Depression That Leads to Death
True or False?
1) Most people trying to cope with depression simply don’t have strong enough faith.
FALSE. People in the church may jump to this conclusion because many depressed people push God away. They really suffer from a treatable chemical imbalance and are no different from someone suffering a disease such as diabetes.
2) Someone could be born with depression.
TRUE. Depression comes from being born into a sinful world. As with other diseases, the symptoms could be evident in a newborn.
3) Most people suffering from depression are simply waiting for permission to get help.
TRUE. Many of these people just want someone to believe that they are depressed and in need of help. They are looking for us to give them that permission.
Dr. John Johnson, psychologist, defines depression as: “a rather complex set of symptoms which are indicative of a person’s struggle to cope with the difficulties of life in an imperfect world.” The symptoms of mild depression include feelings of sadness. Severe depression, the kind of depression that may lead to death, brings on feelings of despondency and despair. Physically, these people may be tired, but unable to sleep, and suffer from mood swings and feelings of detachment. Mentally, they may feel hopeless, worthless, and have negative thoughts about God and loved ones. They may even push away those that they need the most.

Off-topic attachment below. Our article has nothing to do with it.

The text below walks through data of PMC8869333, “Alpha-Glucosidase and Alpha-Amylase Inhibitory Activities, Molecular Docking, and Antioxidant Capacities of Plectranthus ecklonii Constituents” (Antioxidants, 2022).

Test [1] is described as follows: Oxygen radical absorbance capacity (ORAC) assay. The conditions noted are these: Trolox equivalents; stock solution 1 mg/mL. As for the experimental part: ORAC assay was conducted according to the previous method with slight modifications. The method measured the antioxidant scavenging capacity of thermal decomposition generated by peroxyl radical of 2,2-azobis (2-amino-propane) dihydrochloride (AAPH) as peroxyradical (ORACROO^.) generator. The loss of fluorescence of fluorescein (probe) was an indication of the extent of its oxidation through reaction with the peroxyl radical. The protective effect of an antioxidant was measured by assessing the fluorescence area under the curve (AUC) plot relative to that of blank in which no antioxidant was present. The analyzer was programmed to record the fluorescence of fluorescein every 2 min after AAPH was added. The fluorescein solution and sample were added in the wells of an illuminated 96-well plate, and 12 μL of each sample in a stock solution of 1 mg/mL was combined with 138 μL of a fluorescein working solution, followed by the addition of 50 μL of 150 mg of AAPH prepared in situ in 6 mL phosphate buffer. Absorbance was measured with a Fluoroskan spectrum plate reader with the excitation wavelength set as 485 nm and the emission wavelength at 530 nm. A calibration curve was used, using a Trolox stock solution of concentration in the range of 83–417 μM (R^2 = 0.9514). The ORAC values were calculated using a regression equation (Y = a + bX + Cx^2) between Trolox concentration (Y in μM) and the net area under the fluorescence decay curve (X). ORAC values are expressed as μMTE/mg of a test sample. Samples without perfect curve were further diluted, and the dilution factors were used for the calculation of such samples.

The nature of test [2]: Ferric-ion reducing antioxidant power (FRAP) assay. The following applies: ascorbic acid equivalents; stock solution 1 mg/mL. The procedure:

Think of the story of Elijah in 1 Kings chapter 19. Elijah was suffering from clinical depression. He had killed the false prophets of Baal and was being pursued by Ahab and Jezebel. He fled into the desert and prayed that God would take his life. He fell asleep by a tree, and God sent an angel to wake him. The angel fed him and cared for him. Elijah was removed from the stress of his life, and God cared for him.
So, in light of this story, how should we look to treat those who are clinically depressed? First of all, we should try to remove them from the stressors in their life (“dumping the baggage,” if you will) that are causing the problem. Secondly, they need to have people around them who will support and encourage them. Thirdly, they should consider a medical treatment that is best for them. These people should not think that they can handle their depression themselves.
Anti-depressant drugs have come a long way in this age of medical technology. Drugs, such as Zoloft and Prozac, block the enzymes that break down serotonin, which is a necessary chemical in our bodies that helps us sleep and impacts our moods. Stress in our lives taxes our immune system and causes serotonin neuron producers to go to rest â€” they quit producing the serotonin that we need.
Most importantly, however, these people suffering from depression – whether they are elderly or young teenagers – need us to remind them of their loving God. We need to pray with them and pray for them. Just as God cared for Elijah in the desert, He will also not forsake those who are suffering.
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